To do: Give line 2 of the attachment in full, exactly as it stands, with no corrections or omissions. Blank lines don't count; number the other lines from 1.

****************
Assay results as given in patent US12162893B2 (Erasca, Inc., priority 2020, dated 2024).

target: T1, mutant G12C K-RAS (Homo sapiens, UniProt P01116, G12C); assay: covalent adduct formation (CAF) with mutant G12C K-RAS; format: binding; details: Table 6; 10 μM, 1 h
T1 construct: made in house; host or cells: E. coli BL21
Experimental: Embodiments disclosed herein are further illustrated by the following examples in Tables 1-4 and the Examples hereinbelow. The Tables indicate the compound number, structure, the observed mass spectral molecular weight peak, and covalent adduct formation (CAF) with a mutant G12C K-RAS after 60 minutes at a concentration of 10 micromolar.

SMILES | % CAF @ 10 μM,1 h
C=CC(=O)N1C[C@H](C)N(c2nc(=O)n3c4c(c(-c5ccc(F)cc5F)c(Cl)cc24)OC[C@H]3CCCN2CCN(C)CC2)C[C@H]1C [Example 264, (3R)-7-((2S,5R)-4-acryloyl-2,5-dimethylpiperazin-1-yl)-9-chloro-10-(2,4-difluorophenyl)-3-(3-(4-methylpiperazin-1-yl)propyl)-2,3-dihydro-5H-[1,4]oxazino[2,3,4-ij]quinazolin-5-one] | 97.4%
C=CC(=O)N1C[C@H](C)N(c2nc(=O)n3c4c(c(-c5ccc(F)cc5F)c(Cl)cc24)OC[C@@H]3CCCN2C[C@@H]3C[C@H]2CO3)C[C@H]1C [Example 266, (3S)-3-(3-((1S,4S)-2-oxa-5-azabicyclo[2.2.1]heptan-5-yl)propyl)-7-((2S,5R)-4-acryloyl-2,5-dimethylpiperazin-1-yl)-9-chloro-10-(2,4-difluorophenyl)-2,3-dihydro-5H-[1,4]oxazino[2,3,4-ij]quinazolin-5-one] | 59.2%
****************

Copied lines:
target: T1, mutant G12C K-RAS (Homo sapiens, UniProt P01116, G12C); assay: covalent adduct formation (CAF) with mutant G12C K-RAS; format: binding; details: Table 6; 10 μM, 1 h